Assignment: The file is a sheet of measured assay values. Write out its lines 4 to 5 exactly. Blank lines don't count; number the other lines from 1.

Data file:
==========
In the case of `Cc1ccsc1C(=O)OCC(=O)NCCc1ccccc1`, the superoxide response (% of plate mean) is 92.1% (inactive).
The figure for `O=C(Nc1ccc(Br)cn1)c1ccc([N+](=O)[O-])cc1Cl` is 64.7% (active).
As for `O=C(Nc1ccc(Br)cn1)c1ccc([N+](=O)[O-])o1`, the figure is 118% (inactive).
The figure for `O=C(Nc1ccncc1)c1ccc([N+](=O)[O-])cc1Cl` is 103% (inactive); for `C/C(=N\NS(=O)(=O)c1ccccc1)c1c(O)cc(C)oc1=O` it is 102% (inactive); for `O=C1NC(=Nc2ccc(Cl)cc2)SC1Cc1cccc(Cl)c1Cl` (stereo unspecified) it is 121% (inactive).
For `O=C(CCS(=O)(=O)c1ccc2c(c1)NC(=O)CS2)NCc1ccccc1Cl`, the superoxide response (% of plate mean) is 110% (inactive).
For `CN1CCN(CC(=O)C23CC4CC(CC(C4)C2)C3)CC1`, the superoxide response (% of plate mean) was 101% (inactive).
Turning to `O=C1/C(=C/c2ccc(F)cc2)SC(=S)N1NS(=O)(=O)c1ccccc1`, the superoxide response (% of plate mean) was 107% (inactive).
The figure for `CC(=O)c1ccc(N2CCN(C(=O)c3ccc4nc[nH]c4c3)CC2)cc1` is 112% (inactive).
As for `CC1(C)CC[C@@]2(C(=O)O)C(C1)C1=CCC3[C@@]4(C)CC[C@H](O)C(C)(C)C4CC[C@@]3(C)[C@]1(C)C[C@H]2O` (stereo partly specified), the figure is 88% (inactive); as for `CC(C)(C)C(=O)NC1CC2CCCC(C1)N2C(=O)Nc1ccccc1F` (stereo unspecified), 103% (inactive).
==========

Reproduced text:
The figure for `O=C(Nc1ccncc1)c1ccc([N+](=O)[O-])cc1Cl` is 103% (inactive); for `C/C(=N\NS(=O)(=O)c1ccccc1)c1c(O)cc(C)oc1=O` it is 102% (inactive); for `O=C1NC(=Nc2ccc(Cl)cc2)SC1Cc1cccc(Cl)c1Cl` (stereo unspecified) it is 121% (inactive).
For `O=C(CCS(=O)(=O)c1ccc2c(c1)NC(=O)CS2)NCc1ccccc1Cl`, the superoxide response (% of plate mean) is 110% (inactive).